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2 October 2008 Edition

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Radical proposals for 2009 GAA season

NOW that the inter-county championships are finished, a special GAA Congress is being held this Saturday to decide on a number of radical proposals for 2009. Probably the most important of these is to allow Galway and Antrim to take part in the Leinster hurling championship.
This is being sold primarily on the basis that it will benefit the game in Antrim and lead to greater competitiveness although what, other than forcing Kilkenny players to play in deep-sea diving boots, can really be done to address the Cats’ superiority is not clear. Like Arkle, there is no realistic handicap that can redress the imbalance that is the consequence of brilliance.
The only thing we can do is to wait for Brian Cody to take up hang-gliding and for Kilkenny to experience a relative decline in standards or hunger. And that really is the crux of the matter because Wexford, Offaly and Dublin want to be the ones to take down the dying stag. Throwing Galway into the mix will change that, especially if the potential apparent in Galway with so many under-age players on-stream is realised.
Assuming that all of the Connacht and Ulster teams support the motion, it will have at least 16 votes as Kilkenny and Longford will also vote for it. It would then require all of the Munster counties as well as those from England and the States to oppose it, which they might do on the basis that a majority of Leinster hurling counties are against it.

THE other major change proposed is to introduce a new rule governing the issuing of yellow cards.
The offences listed are “to pull down an opponent, to trip an opponent with hand(s), foot or hurley, to deliberately body collide with an opponent after he has played the ball away or for the purpose of taking him out of a movement of play, to bring an arm (or hurley) around the neck of an opponent, to wrestle with an opponent, on the ground, and away from the play to remonstrate in an aggressive manner with a match official”.
The most radical aspect, however, is that any player issued with a yellow card will be substituted. And to allow for this the number of subs permitted will be increased to six. That could have profound impact on the games, especially at club level. Club teams often struggle to field a bare 15 so the new rule could result in a few 10-a-side matches.
Of course, the argument will be that if it works as a deterrent then the above scenario will not apply. It is clearly designed to deal with some of the more cynical tactics employed and particularly with players impeding opponents á la American football by preventing them making runs and following the ball. There could, however, be problems with that if it is applied strictly as it technically also covers what most regard as the legitimate use of the body to prevent forwards following a ball to the end line.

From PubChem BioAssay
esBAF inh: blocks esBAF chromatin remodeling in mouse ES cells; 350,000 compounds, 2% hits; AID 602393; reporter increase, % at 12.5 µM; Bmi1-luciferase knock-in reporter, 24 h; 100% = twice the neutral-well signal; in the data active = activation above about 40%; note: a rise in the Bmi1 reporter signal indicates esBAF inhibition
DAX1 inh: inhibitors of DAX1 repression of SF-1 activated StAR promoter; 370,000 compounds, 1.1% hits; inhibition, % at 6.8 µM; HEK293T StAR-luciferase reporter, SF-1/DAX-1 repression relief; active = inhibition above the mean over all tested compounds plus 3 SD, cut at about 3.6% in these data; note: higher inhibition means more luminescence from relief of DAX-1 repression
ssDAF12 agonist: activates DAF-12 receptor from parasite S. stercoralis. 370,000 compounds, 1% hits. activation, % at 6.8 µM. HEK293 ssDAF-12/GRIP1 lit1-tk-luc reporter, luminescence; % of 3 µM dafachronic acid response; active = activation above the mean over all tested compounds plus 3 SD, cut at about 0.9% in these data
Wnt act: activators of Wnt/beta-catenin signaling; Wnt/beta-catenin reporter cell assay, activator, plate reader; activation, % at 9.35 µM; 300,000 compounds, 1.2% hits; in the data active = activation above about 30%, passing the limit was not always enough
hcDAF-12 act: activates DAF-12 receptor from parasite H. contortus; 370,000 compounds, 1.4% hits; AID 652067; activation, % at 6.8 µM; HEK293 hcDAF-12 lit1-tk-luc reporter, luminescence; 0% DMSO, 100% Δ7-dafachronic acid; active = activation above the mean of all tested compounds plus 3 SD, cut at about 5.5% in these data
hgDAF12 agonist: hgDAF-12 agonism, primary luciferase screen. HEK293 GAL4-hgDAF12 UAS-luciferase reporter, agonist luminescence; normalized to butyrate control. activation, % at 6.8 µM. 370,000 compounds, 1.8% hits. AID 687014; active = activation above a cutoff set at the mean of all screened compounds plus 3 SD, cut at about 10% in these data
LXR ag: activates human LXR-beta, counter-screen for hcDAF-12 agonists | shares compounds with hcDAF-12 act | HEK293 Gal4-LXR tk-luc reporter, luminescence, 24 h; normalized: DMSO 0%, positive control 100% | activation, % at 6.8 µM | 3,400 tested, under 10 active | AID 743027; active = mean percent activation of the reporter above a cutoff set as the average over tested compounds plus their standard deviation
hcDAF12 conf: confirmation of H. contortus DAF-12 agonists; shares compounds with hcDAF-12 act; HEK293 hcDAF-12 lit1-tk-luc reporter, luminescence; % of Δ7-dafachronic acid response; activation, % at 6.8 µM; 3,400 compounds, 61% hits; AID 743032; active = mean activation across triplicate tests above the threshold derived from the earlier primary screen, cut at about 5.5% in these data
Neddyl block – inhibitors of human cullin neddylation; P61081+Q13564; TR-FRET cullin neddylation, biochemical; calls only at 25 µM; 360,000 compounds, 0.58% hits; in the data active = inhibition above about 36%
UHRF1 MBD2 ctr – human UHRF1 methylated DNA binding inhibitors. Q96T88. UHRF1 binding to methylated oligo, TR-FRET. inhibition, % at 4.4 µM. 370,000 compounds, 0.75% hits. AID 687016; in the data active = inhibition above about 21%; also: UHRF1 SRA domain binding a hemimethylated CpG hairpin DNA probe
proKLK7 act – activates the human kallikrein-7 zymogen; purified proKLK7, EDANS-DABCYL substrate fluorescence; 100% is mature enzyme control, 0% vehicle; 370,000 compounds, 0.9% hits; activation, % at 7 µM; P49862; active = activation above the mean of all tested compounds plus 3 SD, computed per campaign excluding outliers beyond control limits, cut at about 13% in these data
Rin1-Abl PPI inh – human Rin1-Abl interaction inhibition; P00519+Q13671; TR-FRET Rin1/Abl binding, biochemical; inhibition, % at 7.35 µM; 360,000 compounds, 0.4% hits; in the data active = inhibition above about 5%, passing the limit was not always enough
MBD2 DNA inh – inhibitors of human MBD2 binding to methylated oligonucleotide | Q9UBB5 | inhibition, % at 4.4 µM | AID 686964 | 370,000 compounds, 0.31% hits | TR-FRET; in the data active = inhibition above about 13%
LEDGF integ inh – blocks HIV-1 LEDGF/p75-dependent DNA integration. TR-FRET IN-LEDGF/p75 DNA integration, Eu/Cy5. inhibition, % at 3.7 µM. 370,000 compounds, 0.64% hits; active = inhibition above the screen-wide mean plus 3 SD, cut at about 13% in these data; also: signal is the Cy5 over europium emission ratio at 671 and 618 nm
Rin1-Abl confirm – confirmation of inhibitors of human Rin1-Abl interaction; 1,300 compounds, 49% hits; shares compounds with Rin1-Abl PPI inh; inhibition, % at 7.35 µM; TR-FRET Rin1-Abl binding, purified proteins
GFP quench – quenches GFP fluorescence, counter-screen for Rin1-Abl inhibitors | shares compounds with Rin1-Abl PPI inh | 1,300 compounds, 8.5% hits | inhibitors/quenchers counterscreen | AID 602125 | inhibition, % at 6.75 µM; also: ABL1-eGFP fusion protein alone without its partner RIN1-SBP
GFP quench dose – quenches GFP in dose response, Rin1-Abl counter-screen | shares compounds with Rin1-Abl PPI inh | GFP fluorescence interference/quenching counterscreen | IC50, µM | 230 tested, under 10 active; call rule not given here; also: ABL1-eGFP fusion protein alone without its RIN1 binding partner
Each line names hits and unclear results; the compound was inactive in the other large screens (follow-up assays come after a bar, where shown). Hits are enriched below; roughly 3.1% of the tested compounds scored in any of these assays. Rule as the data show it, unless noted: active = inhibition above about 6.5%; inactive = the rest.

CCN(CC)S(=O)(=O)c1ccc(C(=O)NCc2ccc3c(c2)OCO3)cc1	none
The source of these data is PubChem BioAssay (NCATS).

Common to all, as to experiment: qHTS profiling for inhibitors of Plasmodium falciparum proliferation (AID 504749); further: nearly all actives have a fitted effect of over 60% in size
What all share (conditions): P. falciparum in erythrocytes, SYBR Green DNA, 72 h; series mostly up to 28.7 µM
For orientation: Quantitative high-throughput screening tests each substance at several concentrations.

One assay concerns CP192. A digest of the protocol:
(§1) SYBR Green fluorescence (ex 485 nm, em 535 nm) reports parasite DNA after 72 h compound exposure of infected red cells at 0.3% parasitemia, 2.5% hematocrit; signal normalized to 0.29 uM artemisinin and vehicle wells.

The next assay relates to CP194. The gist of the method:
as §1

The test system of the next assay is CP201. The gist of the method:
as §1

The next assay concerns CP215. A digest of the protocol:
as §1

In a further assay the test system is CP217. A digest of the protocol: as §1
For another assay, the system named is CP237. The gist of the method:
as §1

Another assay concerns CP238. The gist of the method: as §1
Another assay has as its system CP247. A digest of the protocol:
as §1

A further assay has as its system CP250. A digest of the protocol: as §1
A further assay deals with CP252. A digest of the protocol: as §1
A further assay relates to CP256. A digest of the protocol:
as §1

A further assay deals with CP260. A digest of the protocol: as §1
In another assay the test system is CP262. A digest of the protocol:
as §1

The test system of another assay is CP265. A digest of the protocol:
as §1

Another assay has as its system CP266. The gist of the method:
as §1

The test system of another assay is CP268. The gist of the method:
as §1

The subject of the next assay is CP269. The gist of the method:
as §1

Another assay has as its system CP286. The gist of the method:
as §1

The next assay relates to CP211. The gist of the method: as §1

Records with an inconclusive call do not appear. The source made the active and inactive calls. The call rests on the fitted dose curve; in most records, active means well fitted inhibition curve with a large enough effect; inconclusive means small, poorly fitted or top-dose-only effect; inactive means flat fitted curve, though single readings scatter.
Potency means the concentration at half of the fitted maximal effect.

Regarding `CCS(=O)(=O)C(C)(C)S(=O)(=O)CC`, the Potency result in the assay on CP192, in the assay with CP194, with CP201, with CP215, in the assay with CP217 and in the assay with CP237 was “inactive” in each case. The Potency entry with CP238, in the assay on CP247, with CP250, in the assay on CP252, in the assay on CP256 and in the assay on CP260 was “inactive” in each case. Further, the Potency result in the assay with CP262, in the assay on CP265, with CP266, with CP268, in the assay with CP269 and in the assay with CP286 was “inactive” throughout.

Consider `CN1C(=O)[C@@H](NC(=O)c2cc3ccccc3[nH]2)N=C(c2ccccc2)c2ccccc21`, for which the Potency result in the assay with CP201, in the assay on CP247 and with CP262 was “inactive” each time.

I WOULD also tend to the view that the same measures do not need to be applied to hurling as to football. You only need to compare the average number of frees and the amount of hold-ups in football as compared to hurling to see that hurling does not require the same measures to encourage openness and fair play.
A lot of people would also like to have seen some attempt to tackle the growing level of what might charitably be described as ‘gamesmanship’ but which in reality is good old-fashioned cheating and bad sportsmanship. The main examples being diving and feigning injury in order to get an opponent penalised, exaggerating or feigning injuries in order to disrupt play and run down the clock, and our old friend ‘sledging’.
Players who the referee or other officials believe to be engaged in any of the above should be booked and subject to the same sanctions that apply to other bookable offences. That might not totally eliminate the practices in question but it would certainly reduce them and, more importantly, it would make it clear to young players that diving and roaring abuse about someone’s sister is not actually acceptable behaviour to be emulated in the under-10 league.
I would also like to see, on a trial basis, the introduction of the same timing system that is applied in women’s football where the clock is stopped for hold-ups. That would probably do more in fact to combat time-wasting than booking offenders. But none of this is down for debate and I am not sure whether the committees responsible for the proposals have ever even considered them.
And, finally, congratulations to Cork, Tipperary and London in winning the three women’s titles last Sunday. Cork claimed their fourth in a row, which is all the more remarkable given that they only won their first in 2005!

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